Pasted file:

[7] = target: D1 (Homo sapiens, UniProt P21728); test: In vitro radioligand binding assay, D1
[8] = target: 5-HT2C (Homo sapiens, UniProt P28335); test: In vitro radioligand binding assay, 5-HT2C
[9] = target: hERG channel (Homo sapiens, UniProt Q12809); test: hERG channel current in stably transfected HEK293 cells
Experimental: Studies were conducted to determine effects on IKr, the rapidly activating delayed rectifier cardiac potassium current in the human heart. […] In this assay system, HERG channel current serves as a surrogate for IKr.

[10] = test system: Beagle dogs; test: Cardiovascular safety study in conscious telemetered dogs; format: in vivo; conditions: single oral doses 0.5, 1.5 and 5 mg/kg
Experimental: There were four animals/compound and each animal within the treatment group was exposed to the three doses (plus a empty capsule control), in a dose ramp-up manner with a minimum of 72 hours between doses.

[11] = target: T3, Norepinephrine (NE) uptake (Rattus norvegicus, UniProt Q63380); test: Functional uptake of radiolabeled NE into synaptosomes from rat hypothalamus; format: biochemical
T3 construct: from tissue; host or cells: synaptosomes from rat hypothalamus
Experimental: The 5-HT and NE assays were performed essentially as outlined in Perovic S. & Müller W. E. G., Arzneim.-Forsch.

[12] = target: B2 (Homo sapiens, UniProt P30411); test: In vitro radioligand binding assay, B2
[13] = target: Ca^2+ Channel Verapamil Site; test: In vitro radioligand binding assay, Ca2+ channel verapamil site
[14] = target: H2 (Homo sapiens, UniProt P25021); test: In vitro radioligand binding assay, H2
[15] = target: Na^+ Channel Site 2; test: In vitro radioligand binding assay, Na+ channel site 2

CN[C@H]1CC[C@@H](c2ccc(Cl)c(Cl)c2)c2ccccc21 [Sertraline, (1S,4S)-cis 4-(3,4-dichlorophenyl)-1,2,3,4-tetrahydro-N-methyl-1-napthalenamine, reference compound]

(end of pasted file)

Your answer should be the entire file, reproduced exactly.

[7] = target: D1 (Homo sapiens, UniProt P21728); test: In vitro radioligand binding assay, D1
[8] = target: 5-HT2C (Homo sapiens, UniProt P28335); test: In vitro radioligand binding assay, 5-HT2C
[9] = target: hERG channel (Homo sapiens, UniProt Q12809); test: hERG channel current in stably transfected HEK293 cells
Experimental: Studies were conducted to determine effects on IKr, the rapidly activating delayed rectifier cardiac potassium current in the human heart. […] In this assay system, HERG channel current serves as a surrogate for IKr.

[10] = test system: Beagle dogs; test: Cardiovascular safety study in conscious telemetered dogs; format: in vivo; conditions: single oral doses 0.5, 1.5 and 5 mg/kg
Experimental: There were four animals/compound and each animal within the treatment group was exposed to the three doses (plus a empty capsule control), in a dose ramp-up manner with a minimum of 72 hours between doses.

[11] = target: T3, Norepinephrine (NE) uptake (Rattus norvegicus, UniProt Q63380); test: Functional uptake of radiolabeled NE into synaptosomes from rat hypothalamus; format: biochemical
T3 construct: from tissue; host or cells: synaptosomes from rat hypothalamus
Experimental: The 5-HT and NE assays were performed essentially as outlined in Perovic S. & Müller W. E. G., Arzneim.-Forsch.

[12] = target: B2 (Homo sapiens, UniProt P30411); test: In vitro radioligand binding assay, B2
[13] = target: Ca^2+ Channel Verapamil Site; test: In vitro radioligand binding assay, Ca2+ channel verapamil site
[14] = target: H2 (Homo sapiens, UniProt P25021); test: In vitro radioligand binding assay, H2
[15] = target: Na^+ Channel Site 2; test: In vitro radioligand binding assay, Na+ channel site 2

CN[C@H]1CC[C@@H](c2ccc(Cl)c(Cl)c2)c2ccccc21 [Sertraline, (1S,4S)-cis 4-(3,4-dichlorophenyl)-1,2,3,4-tetrahydro-N-methyl-1-napthalenamine, reference compound]